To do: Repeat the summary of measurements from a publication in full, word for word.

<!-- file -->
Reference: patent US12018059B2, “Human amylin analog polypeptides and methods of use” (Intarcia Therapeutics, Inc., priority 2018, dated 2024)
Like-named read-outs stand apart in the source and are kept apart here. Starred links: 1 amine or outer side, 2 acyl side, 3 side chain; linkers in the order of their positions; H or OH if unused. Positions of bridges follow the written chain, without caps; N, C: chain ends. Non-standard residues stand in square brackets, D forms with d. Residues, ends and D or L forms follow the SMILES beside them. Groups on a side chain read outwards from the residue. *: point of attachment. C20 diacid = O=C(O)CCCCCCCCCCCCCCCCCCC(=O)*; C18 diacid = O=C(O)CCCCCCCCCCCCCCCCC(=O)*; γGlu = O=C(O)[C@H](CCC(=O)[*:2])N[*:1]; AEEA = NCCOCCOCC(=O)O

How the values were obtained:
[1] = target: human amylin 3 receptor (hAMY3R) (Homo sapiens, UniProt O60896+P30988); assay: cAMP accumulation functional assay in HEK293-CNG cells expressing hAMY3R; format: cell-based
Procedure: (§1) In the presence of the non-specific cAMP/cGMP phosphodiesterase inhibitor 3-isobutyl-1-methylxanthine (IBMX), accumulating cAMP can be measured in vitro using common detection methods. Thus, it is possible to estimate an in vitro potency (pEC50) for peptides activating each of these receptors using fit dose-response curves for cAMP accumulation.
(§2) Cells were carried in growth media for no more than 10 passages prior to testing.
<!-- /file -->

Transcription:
Reference: patent US12018059B2, “Human amylin analog polypeptides and methods of use” (Intarcia Therapeutics, Inc., priority 2018, dated 2024)
Like-named read-outs stand apart in the source and are kept apart here. Starred links: 1 amine or outer side, 2 acyl side, 3 side chain; linkers in the order of their positions; H or OH if unused. Positions of bridges follow the written chain, without caps; N, C: chain ends. Non-standard residues stand in square brackets, D forms with d. Residues, ends and D or L forms follow the SMILES beside them. Groups on a side chain read outwards from the residue. *: point of attachment. C20 diacid = O=C(O)CCCCCCCCCCCCCCCCCCC(=O)*; C18 diacid = O=C(O)CCCCCCCCCCCCCCCCC(=O)*; γGlu = O=C(O)[C@H](CCC(=O)[*:2])N[*:1]; AEEA = NCCOCCOCC(=O)O

How the values were obtained:
[1] = target: human amylin 3 receptor (hAMY3R) (Homo sapiens, UniProt O60896+P30988); assay: cAMP accumulation functional assay in HEK293-CNG cells expressing hAMY3R; format: cell-based
Procedure: (§1) In the presence of the non-specific cAMP/cGMP phosphodiesterase inhibitor 3-isobutyl-1-methylxanthine (IBMX), accumulating cAMP can be measured in vitro using common detection methods. Thus, it is possible to estimate an in vitro potency (pEC50) for peptides activating each of these receptors using fit dose-response curves for cAMP accumulation.
(§2) Cells were carried in growth media for no more than 10 passages prior to testing.